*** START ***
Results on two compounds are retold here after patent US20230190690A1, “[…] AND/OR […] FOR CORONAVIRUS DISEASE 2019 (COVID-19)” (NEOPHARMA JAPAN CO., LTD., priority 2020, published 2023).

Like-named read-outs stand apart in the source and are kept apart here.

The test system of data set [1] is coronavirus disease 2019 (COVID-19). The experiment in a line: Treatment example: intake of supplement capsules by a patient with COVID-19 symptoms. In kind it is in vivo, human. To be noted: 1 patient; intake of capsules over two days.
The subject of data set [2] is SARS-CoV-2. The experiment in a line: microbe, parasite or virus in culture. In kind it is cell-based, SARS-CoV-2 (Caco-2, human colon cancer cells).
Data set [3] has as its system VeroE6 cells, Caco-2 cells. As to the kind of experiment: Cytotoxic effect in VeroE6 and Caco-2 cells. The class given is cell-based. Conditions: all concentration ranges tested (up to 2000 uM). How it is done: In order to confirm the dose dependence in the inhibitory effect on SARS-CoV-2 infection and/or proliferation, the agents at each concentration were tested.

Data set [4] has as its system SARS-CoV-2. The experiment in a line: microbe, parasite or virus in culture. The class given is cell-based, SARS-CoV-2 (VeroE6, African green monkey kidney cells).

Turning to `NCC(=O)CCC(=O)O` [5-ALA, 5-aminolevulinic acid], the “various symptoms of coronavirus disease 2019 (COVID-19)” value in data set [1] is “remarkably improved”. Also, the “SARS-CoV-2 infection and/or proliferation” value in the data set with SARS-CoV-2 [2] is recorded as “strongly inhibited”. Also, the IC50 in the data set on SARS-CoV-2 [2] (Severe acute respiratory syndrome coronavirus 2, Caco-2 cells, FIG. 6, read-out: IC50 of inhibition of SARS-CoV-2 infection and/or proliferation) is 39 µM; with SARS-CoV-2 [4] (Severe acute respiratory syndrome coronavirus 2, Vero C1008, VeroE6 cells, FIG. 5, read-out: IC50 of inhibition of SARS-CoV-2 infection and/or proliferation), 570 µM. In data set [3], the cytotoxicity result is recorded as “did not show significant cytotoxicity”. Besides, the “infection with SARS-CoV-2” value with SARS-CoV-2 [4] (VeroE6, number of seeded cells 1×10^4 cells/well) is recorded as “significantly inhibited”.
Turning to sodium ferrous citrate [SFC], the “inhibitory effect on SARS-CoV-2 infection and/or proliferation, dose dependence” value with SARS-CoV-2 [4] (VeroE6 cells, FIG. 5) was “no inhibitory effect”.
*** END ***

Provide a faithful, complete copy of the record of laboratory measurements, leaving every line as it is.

Results on two compounds are retold here after patent US20230190690A1, “[…] AND/OR […] FOR CORONAVIRUS DISEASE 2019 (COVID-19)” (NEOPHARMA JAPAN CO., LTD., priority 2020, published 2023).

Like-named read-outs stand apart in the source and are kept apart here.

The test system of data set [1] is coronavirus disease 2019 (COVID-19). The experiment in a line: Treatment example: intake of supplement capsules by a patient with COVID-19 symptoms. In kind it is in vivo, human. To be noted: 1 patient; intake of capsules over two days.
The subject of data set [2] is SARS-CoV-2. The experiment in a line: microbe, parasite or virus in culture. In kind it is cell-based, SARS-CoV-2 (Caco-2, human colon cancer cells).
Data set [3] has as its system VeroE6 cells, Caco-2 cells. As to the kind of experiment: Cytotoxic effect in VeroE6 and Caco-2 cells. The class given is cell-based. Conditions: all concentration ranges tested (up to 2000 uM). How it is done: In order to confirm the dose dependence in the inhibitory effect on SARS-CoV-2 infection and/or proliferation, the agents at each concentration were tested.

Data set [4] has as its system SARS-CoV-2. The experiment in a line: microbe, parasite or virus in culture. The class given is cell-based, SARS-CoV-2 (VeroE6, African green monkey kidney cells).

Turning to `NCC(=O)CCC(=O)O` [5-ALA, 5-aminolevulinic acid], the “various symptoms of coronavirus disease 2019 (COVID-19)” value in data set [1] is “remarkably improved”. Also, the “SARS-CoV-2 infection and/or proliferation” value in the data set with SARS-CoV-2 [2] is recorded as “strongly inhibited”. Also, the IC50 in the data set on SARS-CoV-2 [2] (Severe acute respiratory syndrome coronavirus 2, Caco-2 cells, FIG. 6, read-out: IC50 of inhibition of SARS-CoV-2 infection and/or proliferation) is 39 µM; with SARS-CoV-2 [4] (Severe acute respiratory syndrome coronavirus 2, Vero C1008, VeroE6 cells, FIG. 5, read-out: IC50 of inhibition of SARS-CoV-2 infection and/or proliferation), 570 µM. In data set [3], the cytotoxicity result is recorded as “did not show significant cytotoxicity”. Besides, the “infection with SARS-CoV-2” value with SARS-CoV-2 [4] (VeroE6, number of seeded cells 1×10^4 cells/well) is recorded as “significantly inhibited”.
Turning to sodium ferrous citrate [SFC], the “inhibitory effect on SARS-CoV-2 infection and/or proliferation, dose dependence” value with SARS-CoV-2 [4] (VeroE6 cells, FIG. 5) was “no inhibitory effect”.